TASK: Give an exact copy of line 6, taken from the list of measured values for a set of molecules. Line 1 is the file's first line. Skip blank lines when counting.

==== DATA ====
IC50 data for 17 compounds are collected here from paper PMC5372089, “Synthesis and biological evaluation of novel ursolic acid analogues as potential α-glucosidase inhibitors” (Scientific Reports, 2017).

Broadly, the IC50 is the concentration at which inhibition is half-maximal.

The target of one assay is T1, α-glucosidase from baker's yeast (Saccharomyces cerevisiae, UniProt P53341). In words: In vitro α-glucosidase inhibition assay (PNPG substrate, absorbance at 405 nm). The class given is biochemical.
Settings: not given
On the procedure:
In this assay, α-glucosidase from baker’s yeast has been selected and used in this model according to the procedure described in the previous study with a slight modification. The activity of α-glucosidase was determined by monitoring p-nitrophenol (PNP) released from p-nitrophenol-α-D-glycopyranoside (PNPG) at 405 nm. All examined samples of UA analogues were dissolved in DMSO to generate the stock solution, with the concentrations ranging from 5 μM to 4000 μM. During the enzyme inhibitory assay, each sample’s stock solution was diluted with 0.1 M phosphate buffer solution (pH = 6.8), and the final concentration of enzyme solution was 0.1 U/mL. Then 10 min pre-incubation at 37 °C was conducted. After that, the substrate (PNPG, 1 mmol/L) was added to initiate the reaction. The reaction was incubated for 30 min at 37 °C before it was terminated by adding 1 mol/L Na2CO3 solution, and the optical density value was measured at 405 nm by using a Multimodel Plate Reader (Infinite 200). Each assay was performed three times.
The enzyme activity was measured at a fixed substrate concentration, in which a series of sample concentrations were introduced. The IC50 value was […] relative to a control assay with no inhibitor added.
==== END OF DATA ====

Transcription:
In this assay, α-glucosidase from baker’s yeast has been selected and used in this model according to the procedure described in the previous study with a slight modification. The activity of α-glucosidase was determined by monitoring p-nitrophenol (PNP) released from p-nitrophenol-α-D-glycopyranoside (PNPG) at 405 nm. All examined samples of UA analogues were dissolved in DMSO to generate the stock solution, with the concentrations ranging from 5 μM to 4000 μM. During the enzyme inhibitory assay, each sample’s stock solution was diluted with 0.1 M phosphate buffer solution (pH = 6.8), and the final concentration of enzyme solution was 0.1 U/mL. Then 10 min pre-incubation at 37 °C was conducted. After that, the substrate (PNPG, 1 mmol/L) was added to initiate the reaction. The reaction was incubated for 30 min at 37 °C before it was terminated by adding 1 mol/L Na2CO3 solution, and the optical density value was measured at 405 nm by using a Multimodel Plate Reader (Infinite 200). Each assay was performed three times.